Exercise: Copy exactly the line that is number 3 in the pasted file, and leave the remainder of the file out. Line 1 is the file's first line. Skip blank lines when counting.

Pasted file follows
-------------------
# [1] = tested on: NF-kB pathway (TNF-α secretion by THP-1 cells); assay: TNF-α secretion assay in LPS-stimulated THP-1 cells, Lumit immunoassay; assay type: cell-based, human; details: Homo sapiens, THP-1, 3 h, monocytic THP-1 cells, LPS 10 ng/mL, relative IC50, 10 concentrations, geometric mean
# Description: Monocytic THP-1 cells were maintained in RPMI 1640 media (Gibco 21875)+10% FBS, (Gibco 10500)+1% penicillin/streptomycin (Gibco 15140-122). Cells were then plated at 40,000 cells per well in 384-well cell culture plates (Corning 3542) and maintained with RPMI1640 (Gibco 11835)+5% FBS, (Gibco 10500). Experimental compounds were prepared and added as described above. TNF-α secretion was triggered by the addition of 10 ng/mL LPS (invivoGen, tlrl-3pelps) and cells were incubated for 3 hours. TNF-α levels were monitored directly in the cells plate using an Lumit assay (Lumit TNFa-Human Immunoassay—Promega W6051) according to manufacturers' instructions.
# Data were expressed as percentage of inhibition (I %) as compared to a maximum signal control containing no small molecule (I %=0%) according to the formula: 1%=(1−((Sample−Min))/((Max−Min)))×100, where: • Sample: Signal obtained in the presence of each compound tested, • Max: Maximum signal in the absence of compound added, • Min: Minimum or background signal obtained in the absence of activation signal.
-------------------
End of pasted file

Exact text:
# Data were expressed as percentage of inhibition (I %) as compared to a maximum signal control containing no small molecule (I %=0%) according to the formula: 1%=(1−((Sample−Min))/((Max−Min)))×100, where: • Sample: Signal obtained in the presence of each compound tested, • Max: Maximum signal in the absence of compound added, • Min: Minimum or background signal obtained in the absence of activation signal.